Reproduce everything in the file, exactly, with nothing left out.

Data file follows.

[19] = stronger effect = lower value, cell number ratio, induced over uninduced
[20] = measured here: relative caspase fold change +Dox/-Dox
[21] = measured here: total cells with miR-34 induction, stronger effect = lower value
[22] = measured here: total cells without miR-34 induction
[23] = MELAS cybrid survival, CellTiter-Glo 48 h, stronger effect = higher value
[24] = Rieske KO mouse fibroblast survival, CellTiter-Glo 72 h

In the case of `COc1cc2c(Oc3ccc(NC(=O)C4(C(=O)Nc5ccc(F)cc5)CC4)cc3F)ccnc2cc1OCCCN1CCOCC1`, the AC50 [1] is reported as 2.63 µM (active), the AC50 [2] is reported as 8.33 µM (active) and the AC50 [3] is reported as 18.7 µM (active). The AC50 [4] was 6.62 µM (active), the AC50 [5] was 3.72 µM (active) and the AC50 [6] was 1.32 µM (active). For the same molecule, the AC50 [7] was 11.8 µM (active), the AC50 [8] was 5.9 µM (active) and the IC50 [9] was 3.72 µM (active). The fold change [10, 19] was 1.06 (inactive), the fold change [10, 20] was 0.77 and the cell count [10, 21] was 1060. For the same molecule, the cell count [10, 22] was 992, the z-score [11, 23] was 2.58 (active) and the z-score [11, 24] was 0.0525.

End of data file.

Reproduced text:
[19] = stronger effect = lower value, cell number ratio, induced over uninduced
[20] = measured here: relative caspase fold change +Dox/-Dox
[21] = measured here: total cells with miR-34 induction, stronger effect = lower value
[22] = measured here: total cells without miR-34 induction
[23] = MELAS cybrid survival, CellTiter-Glo 48 h, stronger effect = higher value
[24] = Rieske KO mouse fibroblast survival, CellTiter-Glo 72 h

In the case of `COc1cc2c(Oc3ccc(NC(=O)C4(C(=O)Nc5ccc(F)cc5)CC4)cc3F)ccnc2cc1OCCCN1CCOCC1`, the AC50 [1] is reported as 2.63 µM (active), the AC50 [2] is reported as 8.33 µM (active) and the AC50 [3] is reported as 18.7 µM (active). The AC50 [4] was 6.62 µM (active), the AC50 [5] was 3.72 µM (active) and the AC50 [6] was 1.32 µM (active). For the same molecule, the AC50 [7] was 11.8 µM (active), the AC50 [8] was 5.9 µM (active) and the IC50 [9] was 3.72 µM (active). The fold change [10, 19] was 1.06 (inactive), the fold change [10, 20] was 0.77 and the cell count [10, 21] was 1060. For the same molecule, the cell count [10, 22] was 992, the z-score [11, 23] was 2.58 (active) and the z-score [11, 24] was 0.0525.